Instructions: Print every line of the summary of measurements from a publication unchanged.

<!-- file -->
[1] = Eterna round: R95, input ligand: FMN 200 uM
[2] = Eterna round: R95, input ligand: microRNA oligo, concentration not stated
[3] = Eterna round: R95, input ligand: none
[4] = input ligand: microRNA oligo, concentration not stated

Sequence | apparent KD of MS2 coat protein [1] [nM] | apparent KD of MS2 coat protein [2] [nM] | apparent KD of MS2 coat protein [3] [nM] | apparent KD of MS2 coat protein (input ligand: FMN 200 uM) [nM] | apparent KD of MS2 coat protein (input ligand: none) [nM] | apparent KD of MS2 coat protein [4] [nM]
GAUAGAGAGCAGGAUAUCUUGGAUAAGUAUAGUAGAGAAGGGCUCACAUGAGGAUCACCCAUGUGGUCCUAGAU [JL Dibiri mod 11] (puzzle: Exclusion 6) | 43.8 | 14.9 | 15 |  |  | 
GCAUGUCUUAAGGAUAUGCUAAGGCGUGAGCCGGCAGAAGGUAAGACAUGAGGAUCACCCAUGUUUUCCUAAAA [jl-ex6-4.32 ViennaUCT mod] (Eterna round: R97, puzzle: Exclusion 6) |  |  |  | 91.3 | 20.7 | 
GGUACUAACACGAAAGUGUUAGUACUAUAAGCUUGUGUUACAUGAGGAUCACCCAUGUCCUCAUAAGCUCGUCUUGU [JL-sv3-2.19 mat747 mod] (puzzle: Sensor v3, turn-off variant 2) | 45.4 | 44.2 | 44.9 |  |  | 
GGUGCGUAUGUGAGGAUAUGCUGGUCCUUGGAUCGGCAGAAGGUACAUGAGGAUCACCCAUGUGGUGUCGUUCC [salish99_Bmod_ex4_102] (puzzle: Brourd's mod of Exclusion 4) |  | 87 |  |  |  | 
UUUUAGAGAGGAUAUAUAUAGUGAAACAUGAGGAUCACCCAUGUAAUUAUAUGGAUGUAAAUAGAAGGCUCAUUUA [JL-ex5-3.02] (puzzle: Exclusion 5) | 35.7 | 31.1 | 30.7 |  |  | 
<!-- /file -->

[1] = Eterna round: R95, input ligand: FMN 200 uM
[2] = Eterna round: R95, input ligand: microRNA oligo, concentration not stated
[3] = Eterna round: R95, input ligand: none
[4] = input ligand: microRNA oligo, concentration not stated

Sequence | apparent KD of MS2 coat protein [1] [nM] | apparent KD of MS2 coat protein [2] [nM] | apparent KD of MS2 coat protein [3] [nM] | apparent KD of MS2 coat protein (input ligand: FMN 200 uM) [nM] | apparent KD of MS2 coat protein (input ligand: none) [nM] | apparent KD of MS2 coat protein [4] [nM]
GAUAGAGAGCAGGAUAUCUUGGAUAAGUAUAGUAGAGAAGGGCUCACAUGAGGAUCACCCAUGUGGUCCUAGAU [JL Dibiri mod 11] (puzzle: Exclusion 6) | 43.8 | 14.9 | 15 |  |  | 
GCAUGUCUUAAGGAUAUGCUAAGGCGUGAGCCGGCAGAAGGUAAGACAUGAGGAUCACCCAUGUUUUCCUAAAA [jl-ex6-4.32 ViennaUCT mod] (Eterna round: R97, puzzle: Exclusion 6) |  |  |  | 91.3 | 20.7 | 
GGUACUAACACGAAAGUGUUAGUACUAUAAGCUUGUGUUACAUGAGGAUCACCCAUGUCCUCAUAAGCUCGUCUUGU [JL-sv3-2.19 mat747 mod] (puzzle: Sensor v3, turn-off variant 2) | 45.4 | 44.2 | 44.9 |  |  | 
GGUGCGUAUGUGAGGAUAUGCUGGUCCUUGGAUCGGCAGAAGGUACAUGAGGAUCACCCAUGUGGUGUCGUUCC [salish99_Bmod_ex4_102] (puzzle: Brourd's mod of Exclusion 4) |  | 87 |  |  |  | 
UUUUAGAGAGGAUAUAUAUAGUGAAACAUGAGGAUCACCCAUGUAAUUAUAUGGAUGUAAAUAGAAGGCUCAUUUA [JL-ex5-3.02] (puzzle: Exclusion 5) | 35.7 | 31.1 | 30.7 |  |  | 